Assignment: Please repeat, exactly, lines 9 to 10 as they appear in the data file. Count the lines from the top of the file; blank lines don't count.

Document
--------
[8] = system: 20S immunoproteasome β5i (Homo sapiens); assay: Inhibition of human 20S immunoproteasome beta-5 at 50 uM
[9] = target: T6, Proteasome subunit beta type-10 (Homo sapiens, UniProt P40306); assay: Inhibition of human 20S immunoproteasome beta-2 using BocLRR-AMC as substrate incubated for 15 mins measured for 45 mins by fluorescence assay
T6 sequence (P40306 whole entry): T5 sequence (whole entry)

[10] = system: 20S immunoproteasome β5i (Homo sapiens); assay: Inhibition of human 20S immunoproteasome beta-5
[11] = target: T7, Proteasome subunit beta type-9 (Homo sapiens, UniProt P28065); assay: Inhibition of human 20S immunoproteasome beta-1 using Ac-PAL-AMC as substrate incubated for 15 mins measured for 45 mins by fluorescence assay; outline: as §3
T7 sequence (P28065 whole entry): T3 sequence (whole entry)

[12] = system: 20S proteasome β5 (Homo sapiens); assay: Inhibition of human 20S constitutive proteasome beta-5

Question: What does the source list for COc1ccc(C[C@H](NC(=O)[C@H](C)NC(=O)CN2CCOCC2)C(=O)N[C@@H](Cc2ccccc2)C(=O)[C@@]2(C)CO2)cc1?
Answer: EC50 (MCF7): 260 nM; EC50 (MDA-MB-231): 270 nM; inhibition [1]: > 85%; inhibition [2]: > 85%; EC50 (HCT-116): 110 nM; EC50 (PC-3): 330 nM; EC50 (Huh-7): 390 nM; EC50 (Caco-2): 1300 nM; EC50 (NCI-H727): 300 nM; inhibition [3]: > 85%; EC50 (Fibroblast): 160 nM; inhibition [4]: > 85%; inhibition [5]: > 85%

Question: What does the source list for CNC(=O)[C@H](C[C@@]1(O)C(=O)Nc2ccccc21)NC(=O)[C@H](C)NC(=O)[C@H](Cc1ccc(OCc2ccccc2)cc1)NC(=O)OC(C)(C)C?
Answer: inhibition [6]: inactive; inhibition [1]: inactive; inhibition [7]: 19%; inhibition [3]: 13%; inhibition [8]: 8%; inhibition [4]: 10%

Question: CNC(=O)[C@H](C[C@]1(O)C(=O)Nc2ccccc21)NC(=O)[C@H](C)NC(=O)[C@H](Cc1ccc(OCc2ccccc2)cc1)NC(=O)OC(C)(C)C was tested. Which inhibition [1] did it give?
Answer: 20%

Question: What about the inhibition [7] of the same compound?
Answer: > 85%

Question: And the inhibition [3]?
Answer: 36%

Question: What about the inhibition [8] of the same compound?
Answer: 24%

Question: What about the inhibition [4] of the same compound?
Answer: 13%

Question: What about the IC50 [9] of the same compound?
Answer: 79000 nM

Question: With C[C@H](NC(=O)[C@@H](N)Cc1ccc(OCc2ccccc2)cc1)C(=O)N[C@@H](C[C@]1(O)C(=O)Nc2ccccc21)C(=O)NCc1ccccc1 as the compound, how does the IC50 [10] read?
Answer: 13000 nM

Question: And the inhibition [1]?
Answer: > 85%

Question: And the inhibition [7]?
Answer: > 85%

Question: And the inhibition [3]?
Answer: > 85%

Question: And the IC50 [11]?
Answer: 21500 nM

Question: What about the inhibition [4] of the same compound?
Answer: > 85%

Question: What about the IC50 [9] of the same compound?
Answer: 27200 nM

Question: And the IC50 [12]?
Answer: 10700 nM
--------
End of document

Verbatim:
Answer: EC50 (MCF7): 260 nM; EC50 (MDA-MB-231): 270 nM; inhibition [1]: > 85%; inhibition [2]: > 85%; EC50 (HCT-116): 110 nM; EC50 (PC-3): 330 nM; EC50 (Huh-7): 390 nM; EC50 (Caco-2): 1300 nM; EC50 (NCI-H727): 300 nM; inhibition [3]: > 85%; EC50 (Fibroblast): 160 nM; inhibition [4]: > 85%; inhibition [5]: > 85%

Question: What does the source list for CNC(=O)[C@H](C[C@@]1(O)C(=O)Nc2ccccc21)NC(=O)[C@H](C)NC(=O)[C@H](Cc1ccc(OCc2ccccc2)cc1)NC(=O)OC(C)(C)C?